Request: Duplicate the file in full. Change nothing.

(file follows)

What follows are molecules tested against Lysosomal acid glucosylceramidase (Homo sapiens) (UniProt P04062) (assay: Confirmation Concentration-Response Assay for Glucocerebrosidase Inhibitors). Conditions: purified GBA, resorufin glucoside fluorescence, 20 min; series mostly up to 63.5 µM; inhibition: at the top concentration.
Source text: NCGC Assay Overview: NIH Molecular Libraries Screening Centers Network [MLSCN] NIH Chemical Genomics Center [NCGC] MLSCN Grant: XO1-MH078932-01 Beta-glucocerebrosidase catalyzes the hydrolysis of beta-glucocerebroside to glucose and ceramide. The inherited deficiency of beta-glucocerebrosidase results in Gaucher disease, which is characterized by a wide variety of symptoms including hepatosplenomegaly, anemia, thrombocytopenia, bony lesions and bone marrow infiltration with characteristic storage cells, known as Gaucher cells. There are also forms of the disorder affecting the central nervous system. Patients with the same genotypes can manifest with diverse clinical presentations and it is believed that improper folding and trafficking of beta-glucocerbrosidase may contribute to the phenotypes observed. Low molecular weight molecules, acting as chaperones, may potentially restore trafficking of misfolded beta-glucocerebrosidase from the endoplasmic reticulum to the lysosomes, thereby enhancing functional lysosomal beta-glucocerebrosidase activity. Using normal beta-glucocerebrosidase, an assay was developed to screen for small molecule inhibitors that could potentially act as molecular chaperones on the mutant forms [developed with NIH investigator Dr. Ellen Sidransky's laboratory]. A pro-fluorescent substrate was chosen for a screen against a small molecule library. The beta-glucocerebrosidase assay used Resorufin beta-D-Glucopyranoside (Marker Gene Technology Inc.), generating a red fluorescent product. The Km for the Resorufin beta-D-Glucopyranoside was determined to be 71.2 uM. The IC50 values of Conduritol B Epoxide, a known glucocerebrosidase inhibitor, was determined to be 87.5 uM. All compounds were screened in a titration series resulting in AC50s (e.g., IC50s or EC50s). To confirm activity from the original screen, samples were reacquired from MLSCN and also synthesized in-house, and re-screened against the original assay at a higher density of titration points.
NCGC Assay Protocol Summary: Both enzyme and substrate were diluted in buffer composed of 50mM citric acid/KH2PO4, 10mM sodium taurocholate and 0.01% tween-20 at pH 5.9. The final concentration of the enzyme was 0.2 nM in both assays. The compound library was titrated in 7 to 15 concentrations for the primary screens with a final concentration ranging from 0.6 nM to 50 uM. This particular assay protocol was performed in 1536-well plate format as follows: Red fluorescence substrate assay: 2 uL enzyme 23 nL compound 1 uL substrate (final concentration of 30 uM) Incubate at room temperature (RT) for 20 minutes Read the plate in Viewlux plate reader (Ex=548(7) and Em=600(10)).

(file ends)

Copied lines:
What follows are molecules tested against Lysosomal acid glucosylceramidase (Homo sapiens) (UniProt P04062) (assay: Confirmation Concentration-Response Assay for Glucocerebrosidase Inhibitors). Conditions: purified GBA, resorufin glucoside fluorescence, 20 min; series mostly up to 63.5 µM; inhibition: at the top concentration.
Source text: NCGC Assay Overview: NIH Molecular Libraries Screening Centers Network [MLSCN] NIH Chemical Genomics Center [NCGC] MLSCN Grant: XO1-MH078932-01 Beta-glucocerebrosidase catalyzes the hydrolysis of beta-glucocerebroside to glucose and ceramide. The inherited deficiency of beta-glucocerebrosidase results in Gaucher disease, which is characterized by a wide variety of symptoms including hepatosplenomegaly, anemia, thrombocytopenia, bony lesions and bone marrow infiltration with characteristic storage cells, known as Gaucher cells. There are also forms of the disorder affecting the central nervous system. Patients with the same genotypes can manifest with diverse clinical presentations and it is believed that improper folding and trafficking of beta-glucocerbrosidase may contribute to the phenotypes observed. Low molecular weight molecules, acting as chaperones, may potentially restore trafficking of misfolded beta-glucocerebrosidase from the endoplasmic reticulum to the lysosomes, thereby enhancing functional lysosomal beta-glucocerebrosidase activity. Using normal beta-glucocerebrosidase, an assay was developed to screen for small molecule inhibitors that could potentially act as molecular chaperones on the mutant forms [developed with NIH investigator Dr. Ellen Sidransky's laboratory]. A pro-fluorescent substrate was chosen for a screen against a small molecule library. The beta-glucocerebrosidase assay used Resorufin beta-D-Glucopyranoside (Marker Gene Technology Inc.), generating a red fluorescent product. The Km for the Resorufin beta-D-Glucopyranoside was determined to be 71.2 uM. The IC50 values of Conduritol B Epoxide, a known glucocerebrosidase inhibitor, was determined to be 87.5 uM. All compounds were screened in a titration series resulting in AC50s (e.g., IC50s or EC50s). To confirm activity from the original screen, samples were reacquired from MLSCN and also synthesized in-house, and re-screened against the original assay at a higher density of titration points.
NCGC Assay Protocol Summary: Both enzyme and substrate were diluted in buffer composed of 50mM citric acid/KH2PO4, 10mM sodium taurocholate and 0.01% tween-20 at pH 5.9. The final concentration of the enzyme was 0.2 nM in both assays. The compound library was titrated in 7 to 15 concentrations for the primary screens with a final concentration ranging from 0.6 nM to 50 uM. This particular assay protocol was performed in 1536-well plate format as follows: Red fluorescence substrate assay: 2 uL enzyme 23 nL compound 1 uL substrate (final concentration of 30 uM) Incubate at room temperature (RT) for 20 minutes Read the plate in Viewlux plate reader (Ex=548(7) and Em=600(10)).